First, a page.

Americans have been enjoying longer average lifespans for decades.

There is a commonly used cliché in politics about demographics being destiny that pertains to the real estate space. But what you’re likely thinking is, “In what way, specifically, do changing demographics relate to real estate?”

In a word—age.

Americans are living longer, and have been consistently moving in that direction for three-four generations’ time. And though a recent report by the NCHS suggested a life expectancy drop in 2015, it was slight.

Since the late 20th century, retirement towns, senior citizen communities, and nursing homes have played a role in accommodating our population’s shift towards longevity. Many children and adolescents come to know their grandparents and great-grandparents via bi-annual trips to such places.

But a rising trend in the real estate space—the multi-generation home—has people reconsidering their family priorities.

One builder in particular, Lennar®, is shrewdly working to both a) further cultivate and b) effectively target this market. The Miami-based homebuilder has enjoyed notable success in the selling of its NextGen® multi-generational residences. These are marketed under the perfectly fitting Home Within A Home® tagline, as the concept consists of providing dual-housing (complete with privacy and independence) under one roof within a single property.

But is this market destined to grow as demographic realities pertaining to age and longevity continue to establish? Or has Lennar® merely identified a viable but narrow niche within the broader real estate market?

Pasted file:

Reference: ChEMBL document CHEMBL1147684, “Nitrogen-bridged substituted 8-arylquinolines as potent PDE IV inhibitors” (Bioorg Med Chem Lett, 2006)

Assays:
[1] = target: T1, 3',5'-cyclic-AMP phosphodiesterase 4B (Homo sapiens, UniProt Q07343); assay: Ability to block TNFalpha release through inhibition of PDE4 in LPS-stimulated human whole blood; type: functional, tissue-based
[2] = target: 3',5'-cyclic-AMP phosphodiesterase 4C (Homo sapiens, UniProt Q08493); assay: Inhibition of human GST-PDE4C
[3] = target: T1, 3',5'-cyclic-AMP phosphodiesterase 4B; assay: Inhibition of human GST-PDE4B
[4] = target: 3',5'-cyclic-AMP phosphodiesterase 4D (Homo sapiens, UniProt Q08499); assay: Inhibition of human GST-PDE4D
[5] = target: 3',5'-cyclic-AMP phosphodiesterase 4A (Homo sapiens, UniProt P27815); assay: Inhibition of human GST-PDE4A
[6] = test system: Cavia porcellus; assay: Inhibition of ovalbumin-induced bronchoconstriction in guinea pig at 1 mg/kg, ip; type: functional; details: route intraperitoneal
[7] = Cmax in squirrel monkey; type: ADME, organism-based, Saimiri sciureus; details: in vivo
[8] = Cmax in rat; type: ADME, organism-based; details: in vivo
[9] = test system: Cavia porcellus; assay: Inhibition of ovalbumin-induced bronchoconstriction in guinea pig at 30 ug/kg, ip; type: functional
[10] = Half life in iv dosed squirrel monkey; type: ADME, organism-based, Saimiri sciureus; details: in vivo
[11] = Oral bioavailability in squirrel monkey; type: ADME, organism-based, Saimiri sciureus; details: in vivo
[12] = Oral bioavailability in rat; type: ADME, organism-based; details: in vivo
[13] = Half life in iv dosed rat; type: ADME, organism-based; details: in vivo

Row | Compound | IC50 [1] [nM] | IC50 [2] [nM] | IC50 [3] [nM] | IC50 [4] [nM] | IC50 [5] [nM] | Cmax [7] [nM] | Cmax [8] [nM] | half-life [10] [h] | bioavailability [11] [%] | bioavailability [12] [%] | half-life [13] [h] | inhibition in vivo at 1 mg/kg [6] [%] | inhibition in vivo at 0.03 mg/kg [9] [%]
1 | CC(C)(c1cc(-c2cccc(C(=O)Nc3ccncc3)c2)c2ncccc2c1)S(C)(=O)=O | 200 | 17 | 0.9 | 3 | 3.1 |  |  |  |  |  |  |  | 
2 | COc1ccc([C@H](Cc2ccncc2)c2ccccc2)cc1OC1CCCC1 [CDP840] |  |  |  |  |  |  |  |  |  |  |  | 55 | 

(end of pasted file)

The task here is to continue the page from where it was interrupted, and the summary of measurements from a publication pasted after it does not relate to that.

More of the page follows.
A quick look at the company’s Q4 earnings indicates that this niche (if that’s what it ends up being) has not yet been saturated, as revenues from multi-family unit sales increased by 84% from the prior-year quarter. Granted, that is a narrow period in which to determine market capacity, but an increase of that sort would seem to bode well for both NextGen® models and for the competitors soon to follow.

Even if demographic shifts are set to reshape the homebuilding market, the question is one of scale. In other words, should those working on the mortgage and real estate side of the equation be braced for a sea change, or for modest ripples within the pond? This is difficult to know, but the question is one worth continually asking as events and changes outside the real estate market continue to influence and give rise to trends within it.

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